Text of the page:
Social Relationships

Traditionally, a case study serves as the foundation for a critical investigation of a person and specific challenges or problems. A study of this type provides a writer's account of an individual situation with a clear evidence of the change and growth of a problem over time, as well as solutions figured to fix or minimize the problem. The case study in this paper recounts my encounter with Linnet, who had gone through several psychiatric crises over her growth and development years and had come to better understand herself, her new self and identity.  I stood at the front of the pavement set along lecture hall 10 in campus, Linnet, a Black American girl passed by and waved at me, joy written all over her face. Her entire demeanor had so much changed that I could hardly recognize her. It is at that moment that I called her and we sat on the pavement when she began telling me a story. It was a story that had transformed her into another more refined being.

When at her early years as a child, Linnet had little confidence and communication had been her biggest challenge. This problem had seen her undergo worst moments in kindergarten and primary education. The problem had persisted and proceeded to haunt her at the secondary school level. She was often overwhelmed by fear that diminished her beliefs that she had rights or even rights of existence. Her misfortunes were compounded by her obese nature, race, gender, and poverty, which had made her the topic of her schoolmates. The situation caused in her a feeling of peer rejection, isolation and meaningless in the world. Consequently, she would later turn into drugs and alcohol in her early teenage years, where she felt relieved from the reality. Linnet’s parents were alcoholics, and her other relatives were scattered all over the United States, and the majority had no well-established families where she could seek care. Therefore, no one was there for her when she needed counseling and guidance. In some instances, even smaller children would bully her, and she was powerless. However, when she started using drugs, she became violent and began to respond at whoever provoked her. This new self in her made her even more desperate as others began keeping a distance from her.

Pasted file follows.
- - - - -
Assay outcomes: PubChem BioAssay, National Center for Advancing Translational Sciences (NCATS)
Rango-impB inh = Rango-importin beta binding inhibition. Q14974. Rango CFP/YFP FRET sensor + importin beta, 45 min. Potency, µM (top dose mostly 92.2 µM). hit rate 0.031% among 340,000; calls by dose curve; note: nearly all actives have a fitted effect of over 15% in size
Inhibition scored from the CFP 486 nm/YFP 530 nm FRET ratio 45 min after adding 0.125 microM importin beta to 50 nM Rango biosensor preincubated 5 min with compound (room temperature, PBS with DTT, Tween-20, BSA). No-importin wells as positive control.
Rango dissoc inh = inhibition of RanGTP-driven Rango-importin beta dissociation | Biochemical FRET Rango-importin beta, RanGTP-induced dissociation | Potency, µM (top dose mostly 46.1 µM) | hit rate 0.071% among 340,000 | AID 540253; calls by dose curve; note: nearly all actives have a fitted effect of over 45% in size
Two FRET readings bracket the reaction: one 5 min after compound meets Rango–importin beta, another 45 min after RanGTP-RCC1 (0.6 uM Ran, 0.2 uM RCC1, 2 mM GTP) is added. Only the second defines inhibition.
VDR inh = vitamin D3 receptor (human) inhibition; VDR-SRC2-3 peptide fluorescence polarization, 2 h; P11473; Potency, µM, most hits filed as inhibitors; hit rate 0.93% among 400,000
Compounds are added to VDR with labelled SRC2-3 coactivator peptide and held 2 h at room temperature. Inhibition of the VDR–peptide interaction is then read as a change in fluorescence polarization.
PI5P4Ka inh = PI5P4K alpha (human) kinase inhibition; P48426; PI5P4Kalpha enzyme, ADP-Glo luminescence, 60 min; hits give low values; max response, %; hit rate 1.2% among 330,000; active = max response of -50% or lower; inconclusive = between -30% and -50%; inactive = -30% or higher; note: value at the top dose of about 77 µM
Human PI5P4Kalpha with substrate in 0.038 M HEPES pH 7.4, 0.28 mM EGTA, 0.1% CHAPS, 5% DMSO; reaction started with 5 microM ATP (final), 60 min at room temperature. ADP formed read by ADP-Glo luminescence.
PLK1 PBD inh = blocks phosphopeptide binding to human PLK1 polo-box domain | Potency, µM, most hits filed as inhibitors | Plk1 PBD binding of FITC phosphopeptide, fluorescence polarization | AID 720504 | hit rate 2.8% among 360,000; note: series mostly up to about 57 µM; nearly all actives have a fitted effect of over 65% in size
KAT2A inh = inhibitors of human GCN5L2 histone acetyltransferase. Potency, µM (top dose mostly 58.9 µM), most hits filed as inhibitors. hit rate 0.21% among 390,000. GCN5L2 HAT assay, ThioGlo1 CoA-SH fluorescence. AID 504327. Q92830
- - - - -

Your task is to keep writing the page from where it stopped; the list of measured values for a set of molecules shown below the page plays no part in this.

After Linnet had finished secondary school education, she joined college, which would see her transform into an entirely different being. It is in college that the idea of worthlessness, physical appearance, identity, and inspiration surfaced and created a new pathway for Linnet. It all started in the cognitive therapy class. Our counselor had requested us to do a case study of ourselves, and each one of us was to give an account of their experiences since childhood. As a class representative, I was interested in understanding what had transpired in Linnet's story as I noted a difference between her first days in college and days after we were asked to write a case study of ourselves. Surprisingly, I also found the experience of taking cognitive therapy lesson very liberating as I discovered a set of new skills that defined new ways of being in the world. This signed the onset of new Linnet, who would consistently visit the office of the cognitive therapy counselor. It is this counseling that changed Linnets life, and now she is a happy girl. She had managed to shed most of her weight and embraced an entirely new outlook and attitude on life. She gained confidence, became more eloquent and engaged in discussions devoid of feelings of being Black-American. Understanding Linnet’s and my transformative experience and presuppositions from the case study, I have become more aware of self and identity as critical components in determining what I think of others and myself in the world. Through Linnet’s story, I have come to realize how family statuses, systems at school and the environment determines the self in people and their perception of the world.

The case study indicates a situation where self and identity are critical in determining how we perceive the world. However, the development of self and identity undergo what Erikson’s theory describes as psychological development stages (David David Reed Shaffer, 2010). The emergence of childhood is perceived as a new conception of development that extends to teenage years and early twenties. In his work, Erik (1950) describes development in adolescence and early adulthood. He asserts that young people often tend to find a niche in their society through self-experimentation. This applies to the case study above when Linnet started experimenting with drugs and alcohol in a bid to feel at peace with the community that appeared repulsive to her. The nature of systems at home, school, and circles of friends have determined how one perceives of themselves and their identity in the public domain. According to the Journal of American Psychological Association (Arnett, 2015), the years of evolving adulthood are characterized by the high levels of demographic instability and diversity, which reflects the emphasis on explorations and change. Therefore, it is only during the transition from the emerging adulthood to young adulthood in the late twenties that this instability eases and the diversity narrows as young individuals come up with more enduring choices in what they do.